Editor’s note: This week Rob Tudisco shares some highlights from the 2011 CHADD annual conference. Highlights include a summary of Ned Hallowell and Dr. Russel Barkley’s talk, Is ADHD a gift or a disability, and Dr. Tim Wilens’s perspective on ADHD coaching as an effective strategy for college students. Enjoy!
I recently returned from CHADD’s National Conference in Orlando and as always it was an inspiring experience. Attending a large conference is a reminder of the extraordinary community I work within. Organizations like CHADD and Edge are not websites or status updates, but people whose lives have been touched by ADHD. Meeting with parents, educators, coaches and clinicians encourages the comfort of knowing that none of us are alone with living with the challenges that ADHD presents.
2011 CHADD National Conference Highlights
Dr. Timothy Willens, MD discussed his work with adolescents and college students. He identified treatment options, behavioral support and exercise as a part of a multi-modal approach to addressing ADHD symptoms. Dr. Willens also directly advocated for the importance of ADHD coaching for college age students, citing a body of growing research about its efficacy and capacity of ADHD coaching to provide structure, support and accountability. His report was a significant indicator that ADHD coaching is growing in popularity, understanding and legitimacy in the ADHD community.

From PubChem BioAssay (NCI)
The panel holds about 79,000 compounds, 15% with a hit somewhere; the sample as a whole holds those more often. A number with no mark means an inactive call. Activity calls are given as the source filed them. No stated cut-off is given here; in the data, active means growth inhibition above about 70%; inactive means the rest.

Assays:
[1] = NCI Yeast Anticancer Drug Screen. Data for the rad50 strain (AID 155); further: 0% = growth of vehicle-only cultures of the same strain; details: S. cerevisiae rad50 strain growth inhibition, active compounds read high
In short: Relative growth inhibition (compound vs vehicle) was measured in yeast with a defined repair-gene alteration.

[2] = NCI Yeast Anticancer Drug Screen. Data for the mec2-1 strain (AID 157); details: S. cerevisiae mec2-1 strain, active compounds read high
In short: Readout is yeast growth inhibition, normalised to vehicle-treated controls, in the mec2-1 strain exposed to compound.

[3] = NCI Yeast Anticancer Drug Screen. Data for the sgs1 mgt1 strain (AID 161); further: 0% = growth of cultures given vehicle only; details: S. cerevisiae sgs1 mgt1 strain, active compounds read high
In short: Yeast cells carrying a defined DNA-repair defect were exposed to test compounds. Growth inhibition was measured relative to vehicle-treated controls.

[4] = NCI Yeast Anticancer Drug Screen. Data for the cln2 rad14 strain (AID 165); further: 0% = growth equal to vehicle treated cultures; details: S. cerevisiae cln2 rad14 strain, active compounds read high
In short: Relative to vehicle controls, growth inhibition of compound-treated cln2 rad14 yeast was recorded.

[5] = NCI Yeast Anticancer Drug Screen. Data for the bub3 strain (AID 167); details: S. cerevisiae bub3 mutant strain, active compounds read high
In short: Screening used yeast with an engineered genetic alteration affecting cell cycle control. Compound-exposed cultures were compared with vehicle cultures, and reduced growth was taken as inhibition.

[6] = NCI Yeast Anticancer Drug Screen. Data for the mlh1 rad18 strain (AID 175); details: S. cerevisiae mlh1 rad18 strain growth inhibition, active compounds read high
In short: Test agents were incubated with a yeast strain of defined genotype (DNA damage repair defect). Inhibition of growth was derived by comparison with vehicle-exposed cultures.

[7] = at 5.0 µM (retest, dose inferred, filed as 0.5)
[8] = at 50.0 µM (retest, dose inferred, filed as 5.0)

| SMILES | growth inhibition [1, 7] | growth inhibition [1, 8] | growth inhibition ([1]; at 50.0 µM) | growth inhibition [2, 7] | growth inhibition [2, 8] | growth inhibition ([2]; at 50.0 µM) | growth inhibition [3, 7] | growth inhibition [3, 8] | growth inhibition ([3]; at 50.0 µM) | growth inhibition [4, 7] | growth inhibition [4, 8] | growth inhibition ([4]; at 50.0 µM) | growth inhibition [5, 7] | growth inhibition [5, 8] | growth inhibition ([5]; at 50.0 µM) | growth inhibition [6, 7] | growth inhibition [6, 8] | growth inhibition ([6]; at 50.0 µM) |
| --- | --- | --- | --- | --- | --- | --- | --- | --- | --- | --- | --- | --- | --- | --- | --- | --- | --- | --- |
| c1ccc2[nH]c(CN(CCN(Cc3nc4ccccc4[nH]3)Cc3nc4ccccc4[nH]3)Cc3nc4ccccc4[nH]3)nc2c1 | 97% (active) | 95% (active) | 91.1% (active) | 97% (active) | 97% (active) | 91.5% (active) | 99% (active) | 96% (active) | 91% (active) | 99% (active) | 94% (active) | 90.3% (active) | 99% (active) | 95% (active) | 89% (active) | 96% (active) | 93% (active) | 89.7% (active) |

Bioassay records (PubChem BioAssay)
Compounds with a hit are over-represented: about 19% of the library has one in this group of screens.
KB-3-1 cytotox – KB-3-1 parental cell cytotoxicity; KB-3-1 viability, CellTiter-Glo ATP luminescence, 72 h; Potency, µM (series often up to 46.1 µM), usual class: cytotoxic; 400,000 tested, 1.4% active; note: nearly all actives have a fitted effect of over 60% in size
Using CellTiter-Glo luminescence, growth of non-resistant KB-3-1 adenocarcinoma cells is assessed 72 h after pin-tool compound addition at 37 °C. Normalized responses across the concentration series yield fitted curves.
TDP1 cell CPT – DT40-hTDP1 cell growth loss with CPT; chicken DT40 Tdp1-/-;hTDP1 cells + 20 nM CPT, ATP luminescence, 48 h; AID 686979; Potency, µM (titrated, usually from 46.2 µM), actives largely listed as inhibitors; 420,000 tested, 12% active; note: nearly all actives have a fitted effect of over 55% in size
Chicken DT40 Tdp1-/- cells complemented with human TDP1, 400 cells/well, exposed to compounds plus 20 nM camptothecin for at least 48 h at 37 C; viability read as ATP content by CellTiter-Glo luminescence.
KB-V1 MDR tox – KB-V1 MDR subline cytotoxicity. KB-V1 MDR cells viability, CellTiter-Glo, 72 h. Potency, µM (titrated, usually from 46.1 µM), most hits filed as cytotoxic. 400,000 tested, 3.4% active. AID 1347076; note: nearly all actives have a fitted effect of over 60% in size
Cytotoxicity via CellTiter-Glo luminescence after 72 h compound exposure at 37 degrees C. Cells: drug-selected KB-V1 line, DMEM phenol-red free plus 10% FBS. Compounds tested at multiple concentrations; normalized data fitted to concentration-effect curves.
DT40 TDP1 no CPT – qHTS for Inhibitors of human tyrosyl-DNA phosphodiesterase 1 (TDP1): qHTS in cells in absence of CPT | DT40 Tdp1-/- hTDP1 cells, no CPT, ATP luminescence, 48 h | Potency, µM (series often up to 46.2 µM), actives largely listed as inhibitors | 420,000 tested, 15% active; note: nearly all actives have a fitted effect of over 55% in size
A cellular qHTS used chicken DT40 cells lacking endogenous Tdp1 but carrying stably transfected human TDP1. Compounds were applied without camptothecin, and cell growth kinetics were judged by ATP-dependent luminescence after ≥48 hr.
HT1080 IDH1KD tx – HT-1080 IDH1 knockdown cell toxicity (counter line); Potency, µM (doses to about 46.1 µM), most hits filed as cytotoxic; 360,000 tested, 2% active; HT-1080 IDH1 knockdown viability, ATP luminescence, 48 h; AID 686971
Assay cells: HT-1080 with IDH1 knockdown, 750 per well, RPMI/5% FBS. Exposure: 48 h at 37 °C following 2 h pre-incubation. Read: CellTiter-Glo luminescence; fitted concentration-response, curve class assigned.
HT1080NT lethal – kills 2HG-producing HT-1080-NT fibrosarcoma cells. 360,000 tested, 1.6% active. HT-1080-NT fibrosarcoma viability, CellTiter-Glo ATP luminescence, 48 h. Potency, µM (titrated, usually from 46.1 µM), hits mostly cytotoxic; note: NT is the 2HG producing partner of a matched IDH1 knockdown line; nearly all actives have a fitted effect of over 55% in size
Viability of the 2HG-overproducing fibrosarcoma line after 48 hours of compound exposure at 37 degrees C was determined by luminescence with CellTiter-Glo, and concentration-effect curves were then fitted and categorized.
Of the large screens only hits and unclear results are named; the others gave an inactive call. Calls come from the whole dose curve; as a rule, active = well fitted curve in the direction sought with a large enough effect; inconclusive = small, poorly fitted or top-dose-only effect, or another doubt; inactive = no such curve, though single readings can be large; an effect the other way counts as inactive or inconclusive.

Is ADHD a gift or a disability?
The closing plenary session was a co-presentation by Dr. Russell Barkley and Dr. Edward Hallowell. The two have long been rumored to have polarized views on the nature of ADHD and whether or not it is a gift of creativity or a completely debilitating disorder. Barkley and Hallowell outlined their common understanding backed up by solid statistical evidence.
Barkley and Hallowell agree on the following points:
- ADHD is a potentially disabling disorder that has very serious consequences if not treated.
- The mind of someone with ADHD is like having a “Ferrari for a brain, with bicycle brakes.”
- With proper treatment, individuals with ADHD are capable of amazing feats and accomplishments.
- With effective treatment includes therapy and (notably) coaching, individuals with ADHD can achieve their potential.
- Once the challenges of ADHD are addressed through treatment, the resilience that people have developed over years of dealing with their ADHD can help them accomplish great things.
Two final thoughts from Hallowell I found inspiring:
- ADHD is not necessarily a gift, but through treatment his patients unwrap the gifts of their own unique talents, while clearing away the distraction of their ADHD, so that their individual talents can shine through.
- The unique creative perspective of ADHD is “impulsivity gone right!”
The conference was a phenomenal experience that left me reenergized. I strongly encourage all of you to look into attending conferences such as this in the future.
~Robert Tudisco, Edge Foundation Executive Director